Gargnano is a large municipality consisting of 13 hamlets. You could call it a town sandwiched between two lakes. The main town and the hamlets of Villa and Bogliaco are on the shores of Lake Garda, and the Gargnano hinterland rises gradually up to Lake Valvestino, a fiord set between the Valvestino mountains.
This is the finest setting anywhere on Lake Garda; far from the crowded, commercial tourist resorts, our guests can dive into the original and authentic atmosphere of Gargnano. This little settlement began as a fishing village, then grew as its unique climate allowed citrus trees to be grown here, leading to flourishing agricultural development. Over the years it was embellished with luxurious gentlemen’s residences and public buildings celebrating the social ascent of two families from the wealthy local nobility and middle classes: the Feltrinelli and Bettoni Cazzago families.
The lakeside hamlets still have a romantic air of ancient fishing villages, but the small hillside towns are just as delightful. Perched on the grassy slopes, which once were the basis of the mountain economy, they enjoy breathtaking views of Lake Garda and provide a fleeting glimpse of a bygone age.
Rising up behind Gargnano we find a vast area to explore, with panoramic slopes overlooking the lake, secluded and solitary valleys, gracious and unchanged old hamlets, unspoilt woodland and rough peaks where our guests can enjoy their favourite sports or take relaxing walks, at one with nature, and with the certainty that unique experiences await them.
Gargnano is the largest and most central municipality in the Alto Garda Bresciano Park. It has a unique landscape, ranging from traditionally Mediterranean with cypress trees and olive and lemon groves to the mountainous villages of Costa and Briano.
We are sure you will hold the beauty and tranquillity of these villages in your heart for years to come.
From Gargnano you may decide to spend a relaxing day out visiting some of the villages along the shores of Lake Garda, using the public transport boats and hydrofoils, or you may choose to visit one of the many cities of art and culture within easy rich of Gargnano, such as Trento, Brescia, Verona, Bergamo, Milan, Venice or Cremona.
A holiday in Gargnano means sport, sailing, surfing, walking, trekking, mountain biking, rock-climbing, golf, and tennis. It means culture: in fact, the artistic heritage of this area includes churches, palazzos and villas. It also means relaxation: the wonderful feeling of nothing to do on the shores of the lake.
The surroundings and the view of Lake Garda will be more than enough
... and came out suddenly, as by a miracle, clean on the platform of my San Tommaso, in the tremendous sunshine ...
... It was all clear, overwhelming sunshine, a platform hung in the light. Just below where the confused, tiled roofs of the village, and beyond them the pale blue water, down below; and opposite, opposite my face and breast, declear, luminous snow of the mountain across the lake ...
... Looking down the Hades of the lemon house, the many ruddy-clustered oranges beside
the path remind me of the lights of a village along the lake at night, while the pale lemons above are the stars.
There is a subtle, exquisite scent of lemon flowers ...
David Herbert Lawrence left London in early August 1912 with Frieda, daughter of the German Baron von Richthofen.
The wife of an English lecturer, but madly in love with Lawrence, Frieda had her mind set on a divorce. She soon left her husband and children, and intent on breaking off all links with the past, she set off with Lawrence on a journey that ultimately took them south.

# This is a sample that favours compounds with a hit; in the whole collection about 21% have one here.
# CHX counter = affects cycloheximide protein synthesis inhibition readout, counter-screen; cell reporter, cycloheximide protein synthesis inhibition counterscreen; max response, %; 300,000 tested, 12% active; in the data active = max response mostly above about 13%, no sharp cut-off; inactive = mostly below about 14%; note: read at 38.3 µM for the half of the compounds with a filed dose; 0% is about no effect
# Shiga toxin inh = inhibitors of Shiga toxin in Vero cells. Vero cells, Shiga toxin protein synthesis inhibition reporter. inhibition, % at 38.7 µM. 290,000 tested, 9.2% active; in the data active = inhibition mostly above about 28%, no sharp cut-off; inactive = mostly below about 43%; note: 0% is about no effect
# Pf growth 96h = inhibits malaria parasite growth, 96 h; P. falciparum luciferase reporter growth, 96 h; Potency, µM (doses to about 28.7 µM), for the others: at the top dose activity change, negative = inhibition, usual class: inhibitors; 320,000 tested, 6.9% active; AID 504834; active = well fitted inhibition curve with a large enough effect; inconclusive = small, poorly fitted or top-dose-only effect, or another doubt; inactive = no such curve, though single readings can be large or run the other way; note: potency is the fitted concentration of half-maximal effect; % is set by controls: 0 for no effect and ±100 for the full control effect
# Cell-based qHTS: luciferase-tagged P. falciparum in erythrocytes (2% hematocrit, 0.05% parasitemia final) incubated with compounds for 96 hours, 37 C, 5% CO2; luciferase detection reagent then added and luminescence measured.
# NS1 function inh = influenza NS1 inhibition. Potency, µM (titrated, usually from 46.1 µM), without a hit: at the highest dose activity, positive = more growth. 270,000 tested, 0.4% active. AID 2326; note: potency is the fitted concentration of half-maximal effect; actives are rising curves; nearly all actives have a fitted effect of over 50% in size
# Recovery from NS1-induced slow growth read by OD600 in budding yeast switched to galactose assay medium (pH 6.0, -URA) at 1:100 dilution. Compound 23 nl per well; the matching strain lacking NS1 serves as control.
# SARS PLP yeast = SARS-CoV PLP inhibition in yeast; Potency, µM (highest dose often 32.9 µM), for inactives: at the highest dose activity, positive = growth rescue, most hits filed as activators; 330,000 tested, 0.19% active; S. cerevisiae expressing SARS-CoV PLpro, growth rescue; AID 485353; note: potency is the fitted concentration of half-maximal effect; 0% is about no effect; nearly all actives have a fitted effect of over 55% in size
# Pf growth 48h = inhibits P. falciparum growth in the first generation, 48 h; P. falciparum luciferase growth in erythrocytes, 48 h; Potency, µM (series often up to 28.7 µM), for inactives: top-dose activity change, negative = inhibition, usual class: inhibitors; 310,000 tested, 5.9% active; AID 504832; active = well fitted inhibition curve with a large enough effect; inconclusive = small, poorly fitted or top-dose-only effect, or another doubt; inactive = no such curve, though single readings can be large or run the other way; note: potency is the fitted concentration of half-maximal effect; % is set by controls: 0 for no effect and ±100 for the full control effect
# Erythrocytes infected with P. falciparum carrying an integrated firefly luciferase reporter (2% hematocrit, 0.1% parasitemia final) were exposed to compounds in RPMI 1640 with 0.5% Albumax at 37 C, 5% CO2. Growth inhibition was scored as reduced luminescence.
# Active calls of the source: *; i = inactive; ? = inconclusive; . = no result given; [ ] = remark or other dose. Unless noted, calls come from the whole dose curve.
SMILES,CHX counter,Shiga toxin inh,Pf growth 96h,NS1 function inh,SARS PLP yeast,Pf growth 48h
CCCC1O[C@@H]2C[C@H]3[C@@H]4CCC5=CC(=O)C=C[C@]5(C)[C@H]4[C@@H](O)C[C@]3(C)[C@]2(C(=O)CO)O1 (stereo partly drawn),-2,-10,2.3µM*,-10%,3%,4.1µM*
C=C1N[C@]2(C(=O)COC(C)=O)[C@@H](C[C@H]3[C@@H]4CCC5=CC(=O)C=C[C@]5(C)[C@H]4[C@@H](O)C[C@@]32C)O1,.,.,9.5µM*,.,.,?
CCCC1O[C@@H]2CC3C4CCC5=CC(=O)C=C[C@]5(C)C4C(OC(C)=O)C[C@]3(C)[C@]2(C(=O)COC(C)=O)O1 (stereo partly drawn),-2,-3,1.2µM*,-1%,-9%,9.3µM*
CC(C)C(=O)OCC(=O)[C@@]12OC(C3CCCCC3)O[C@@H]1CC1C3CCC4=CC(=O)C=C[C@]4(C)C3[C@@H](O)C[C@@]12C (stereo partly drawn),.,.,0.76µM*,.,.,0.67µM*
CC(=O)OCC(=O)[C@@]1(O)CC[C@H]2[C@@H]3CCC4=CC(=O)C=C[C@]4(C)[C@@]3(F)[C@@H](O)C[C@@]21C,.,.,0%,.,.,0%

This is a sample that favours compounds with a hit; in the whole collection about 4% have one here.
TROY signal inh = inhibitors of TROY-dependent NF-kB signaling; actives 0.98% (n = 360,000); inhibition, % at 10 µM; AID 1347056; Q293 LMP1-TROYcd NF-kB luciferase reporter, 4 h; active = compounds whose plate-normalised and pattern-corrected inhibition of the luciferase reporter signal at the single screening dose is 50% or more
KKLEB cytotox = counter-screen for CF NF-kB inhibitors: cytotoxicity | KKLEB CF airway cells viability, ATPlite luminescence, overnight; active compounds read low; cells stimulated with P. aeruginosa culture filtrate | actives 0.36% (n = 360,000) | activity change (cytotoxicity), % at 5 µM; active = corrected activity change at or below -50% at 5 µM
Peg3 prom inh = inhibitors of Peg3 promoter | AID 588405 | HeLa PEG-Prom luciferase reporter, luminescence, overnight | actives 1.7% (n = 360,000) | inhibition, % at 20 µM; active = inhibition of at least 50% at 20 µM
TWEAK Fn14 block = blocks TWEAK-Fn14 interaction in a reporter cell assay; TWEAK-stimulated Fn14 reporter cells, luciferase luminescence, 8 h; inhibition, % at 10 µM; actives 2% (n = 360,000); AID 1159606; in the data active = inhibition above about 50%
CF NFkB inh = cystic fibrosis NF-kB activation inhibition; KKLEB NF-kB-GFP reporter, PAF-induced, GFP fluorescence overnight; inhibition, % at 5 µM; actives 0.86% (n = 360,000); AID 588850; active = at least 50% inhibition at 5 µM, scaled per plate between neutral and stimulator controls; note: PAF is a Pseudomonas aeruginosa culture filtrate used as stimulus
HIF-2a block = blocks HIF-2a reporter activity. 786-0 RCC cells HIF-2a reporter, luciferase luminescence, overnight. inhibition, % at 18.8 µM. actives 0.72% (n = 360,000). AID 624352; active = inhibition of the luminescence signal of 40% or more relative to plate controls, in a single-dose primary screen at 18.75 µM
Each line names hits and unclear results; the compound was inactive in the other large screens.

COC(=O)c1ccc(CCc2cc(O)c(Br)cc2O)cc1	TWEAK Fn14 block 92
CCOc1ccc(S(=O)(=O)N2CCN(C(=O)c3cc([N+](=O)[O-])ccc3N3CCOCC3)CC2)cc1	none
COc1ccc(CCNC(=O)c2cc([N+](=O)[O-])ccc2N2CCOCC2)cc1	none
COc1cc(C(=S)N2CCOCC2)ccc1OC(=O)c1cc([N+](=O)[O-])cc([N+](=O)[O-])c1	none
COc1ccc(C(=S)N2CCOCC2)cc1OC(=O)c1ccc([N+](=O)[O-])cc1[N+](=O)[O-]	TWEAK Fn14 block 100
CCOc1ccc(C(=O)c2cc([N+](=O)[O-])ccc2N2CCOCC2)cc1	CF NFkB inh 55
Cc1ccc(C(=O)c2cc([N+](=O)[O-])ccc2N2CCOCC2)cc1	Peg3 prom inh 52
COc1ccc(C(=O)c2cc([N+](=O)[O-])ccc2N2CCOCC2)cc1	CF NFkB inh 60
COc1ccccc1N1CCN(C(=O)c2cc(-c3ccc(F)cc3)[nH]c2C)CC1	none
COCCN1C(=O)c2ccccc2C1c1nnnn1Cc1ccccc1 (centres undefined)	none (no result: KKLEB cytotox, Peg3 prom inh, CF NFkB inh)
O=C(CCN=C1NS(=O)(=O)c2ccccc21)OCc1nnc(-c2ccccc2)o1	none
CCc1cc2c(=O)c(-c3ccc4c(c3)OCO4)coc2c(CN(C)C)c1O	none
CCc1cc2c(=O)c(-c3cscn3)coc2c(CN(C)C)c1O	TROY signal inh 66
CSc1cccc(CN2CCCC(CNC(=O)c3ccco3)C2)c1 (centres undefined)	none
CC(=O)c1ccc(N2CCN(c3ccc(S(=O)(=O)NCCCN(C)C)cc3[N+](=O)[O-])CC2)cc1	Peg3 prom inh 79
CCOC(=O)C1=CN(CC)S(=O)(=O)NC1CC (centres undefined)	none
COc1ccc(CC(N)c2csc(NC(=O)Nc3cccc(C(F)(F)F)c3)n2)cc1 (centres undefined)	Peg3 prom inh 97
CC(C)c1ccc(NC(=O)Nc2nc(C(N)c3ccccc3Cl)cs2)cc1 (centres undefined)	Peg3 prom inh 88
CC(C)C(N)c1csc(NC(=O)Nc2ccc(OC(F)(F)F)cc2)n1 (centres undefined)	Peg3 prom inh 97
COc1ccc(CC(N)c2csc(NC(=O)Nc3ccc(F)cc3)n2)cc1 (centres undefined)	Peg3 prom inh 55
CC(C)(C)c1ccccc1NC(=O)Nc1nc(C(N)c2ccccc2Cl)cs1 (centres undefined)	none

They first went straight to Metz, where her parents and sisters were, before staying in various places in Germany, then reaching Austria, making their way through the Tyrol and Trentino to arrive on Lake Garda at Riva, which at the time was in Austrian territory.
From Riva they made a brief visit to Torbole, where Frieda fell in love with a certain red house. But they found the house that was to be right for them in September 1912 in Villa di Gargnano, where a gentleman by the name of Pietro De Paoli rented them a furnished apartment on the first floor of a building with a little garden lined with flower beds, called Villa Igea (which can still be seen at number 44, Via Colletta).
Thus Lawrence’s first contact with Italy was in Gargnano, and Villa Igea was home to them both until March 1913. After Easter they moved to spend some of their last days on Lake Garda in San Gaudenzio, near the little village of Muslone, just a few kilometres from Gargnano.
Lawrence spent his time on Lake Garda very actively. In Villa Igea he corrected the final proofs for his first collection of lyric poetry, he completed the novel that is perhaps his greatest masterpiece, Sons and Lovers, and he wrote Fight for Barbara, a play set in Villa Igea in which he imagined that Frieda’s parents and husband had come to contest his relationship with Frieda. He also began a new novel, The Lost Girl.
The works that most richly reflect Lawrence’s stay in Gargnano are The Letters and Twilight in Italy. These are the two pieces that best document Lawrence’s fascination for the Lake’s ethnic aspect. We strongly recommend that you read the books before coming to stay here in Gargnano.
Lake Garda, and especially the shores around Gargnano, still offer visitors examples of architectural structures unique to this area, bearing tangible witness to an era, and to a civilisation: the limonaie. These greenhouses were built for growing lemons, and for centuries they shaped Gargnano's economy as well as its appearance.
They made it possible to cultivate citrus at this latitude (the northernmost in the world). In 1840 Gargnano saw the constitution of the “Società Lago di Garda”, Italy's first agricultural cooperative, for the harvesting, grading and marketing of this precious produce, which was exported all over Europe, even to Russia.
Citrus cultivation reached its peak in 1850-1855 when Gargnano was home to around half the limonaie along the entire eastern shore of the lake. The decline of the trees due to the disease gummosis, competition from southern Italy following the unification of the Kingdom of Italy, and above all the discovery of the chemical synthesis of citric acid, gradually led growers to abandon this activity in favour of olive cultivation.